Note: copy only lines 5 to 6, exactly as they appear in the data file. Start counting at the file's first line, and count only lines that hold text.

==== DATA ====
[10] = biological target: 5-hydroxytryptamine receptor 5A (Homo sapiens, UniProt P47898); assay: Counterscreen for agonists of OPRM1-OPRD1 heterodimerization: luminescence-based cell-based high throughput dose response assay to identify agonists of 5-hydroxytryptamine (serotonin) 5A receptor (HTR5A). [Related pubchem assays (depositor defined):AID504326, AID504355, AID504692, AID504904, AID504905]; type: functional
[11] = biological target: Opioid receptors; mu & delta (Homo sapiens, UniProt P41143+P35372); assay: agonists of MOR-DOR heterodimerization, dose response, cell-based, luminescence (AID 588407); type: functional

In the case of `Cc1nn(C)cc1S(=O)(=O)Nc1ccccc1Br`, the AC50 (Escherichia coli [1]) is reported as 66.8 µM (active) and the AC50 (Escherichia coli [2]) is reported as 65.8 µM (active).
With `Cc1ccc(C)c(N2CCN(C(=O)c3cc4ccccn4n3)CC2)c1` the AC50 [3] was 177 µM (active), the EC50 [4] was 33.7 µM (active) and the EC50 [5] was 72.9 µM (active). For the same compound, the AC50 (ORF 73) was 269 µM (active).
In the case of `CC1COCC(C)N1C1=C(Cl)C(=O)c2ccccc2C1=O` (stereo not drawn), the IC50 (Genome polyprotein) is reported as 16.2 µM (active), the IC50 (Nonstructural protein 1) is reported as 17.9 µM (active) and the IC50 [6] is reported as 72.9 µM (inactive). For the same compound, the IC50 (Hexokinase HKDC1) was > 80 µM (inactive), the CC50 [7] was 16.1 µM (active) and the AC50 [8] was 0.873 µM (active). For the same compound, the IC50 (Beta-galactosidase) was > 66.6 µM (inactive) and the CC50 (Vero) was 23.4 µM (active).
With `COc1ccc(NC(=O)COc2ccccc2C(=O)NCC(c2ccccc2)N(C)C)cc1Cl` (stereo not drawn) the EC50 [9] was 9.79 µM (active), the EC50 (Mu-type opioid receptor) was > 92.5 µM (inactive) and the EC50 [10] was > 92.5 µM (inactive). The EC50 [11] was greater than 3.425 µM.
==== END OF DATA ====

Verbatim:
In the case of `CC1COCC(C)N1C1=C(Cl)C(=O)c2ccccc2C1=O` (stereo not drawn), the IC50 (Genome polyprotein) is reported as 16.2 µM (active), the IC50 (Nonstructural protein 1) is reported as 17.9 µM (active) and the IC50 [6] is reported as 72.9 µM (inactive). For the same compound, the IC50 (Hexokinase HKDC1) was > 80 µM (inactive), the CC50 [7] was 16.1 µM (active) and the AC50 [8] was 0.873 µM (active). For the same compound, the IC50 (Beta-galactosidase) was > 66.6 µM (inactive) and the CC50 (Vero) was 23.4 µM (active).
With `COc1ccc(NC(=O)COc2ccccc2C(=O)NCC(c2ccccc2)N(C)C)cc1Cl` (stereo not drawn) the EC50 [9] was 9.79 µM (active), the EC50 (Mu-type opioid receptor) was > 92.5 µM (inactive) and the EC50 [10] was > 92.5 µM (inactive). The EC50 [11] was greater than 3.425 µM.